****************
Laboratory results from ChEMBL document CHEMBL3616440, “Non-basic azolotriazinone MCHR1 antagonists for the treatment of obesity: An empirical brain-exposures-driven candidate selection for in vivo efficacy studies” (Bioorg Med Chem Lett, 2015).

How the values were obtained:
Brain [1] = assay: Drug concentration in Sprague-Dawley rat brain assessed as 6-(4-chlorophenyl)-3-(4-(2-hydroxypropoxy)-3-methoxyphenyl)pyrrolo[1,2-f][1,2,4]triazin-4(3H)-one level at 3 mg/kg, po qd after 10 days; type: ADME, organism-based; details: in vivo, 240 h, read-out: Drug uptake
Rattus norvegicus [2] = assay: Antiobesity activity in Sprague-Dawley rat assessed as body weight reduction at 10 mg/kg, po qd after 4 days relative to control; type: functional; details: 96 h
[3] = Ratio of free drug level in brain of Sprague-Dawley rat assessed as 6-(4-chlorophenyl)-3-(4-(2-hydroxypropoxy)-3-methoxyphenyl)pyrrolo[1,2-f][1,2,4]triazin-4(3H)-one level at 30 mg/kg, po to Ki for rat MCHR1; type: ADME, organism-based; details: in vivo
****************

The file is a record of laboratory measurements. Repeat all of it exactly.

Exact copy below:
Laboratory results from ChEMBL document CHEMBL3616440, “Non-basic azolotriazinone MCHR1 antagonists for the treatment of obesity: An empirical brain-exposures-driven candidate selection for in vivo efficacy studies” (Bioorg Med Chem Lett, 2015).

How the values were obtained:
Brain [1] = assay: Drug concentration in Sprague-Dawley rat brain assessed as 6-(4-chlorophenyl)-3-(4-(2-hydroxypropoxy)-3-methoxyphenyl)pyrrolo[1,2-f][1,2,4]triazin-4(3H)-one level at 3 mg/kg, po qd after 10 days; type: ADME, organism-based; details: in vivo, 240 h, read-out: Drug uptake
Rattus norvegicus [2] = assay: Antiobesity activity in Sprague-Dawley rat assessed as body weight reduction at 10 mg/kg, po qd after 4 days relative to control; type: functional; details: 96 h
[3] = Ratio of free drug level in brain of Sprague-Dawley rat assessed as 6-(4-chlorophenyl)-3-(4-(2-hydroxypropoxy)-3-methoxyphenyl)pyrrolo[1,2-f][1,2,4]triazin-4(3H)-one level at 30 mg/kg, po to Ki for rat MCHR1; type: ADME, organism-based; details: in vivo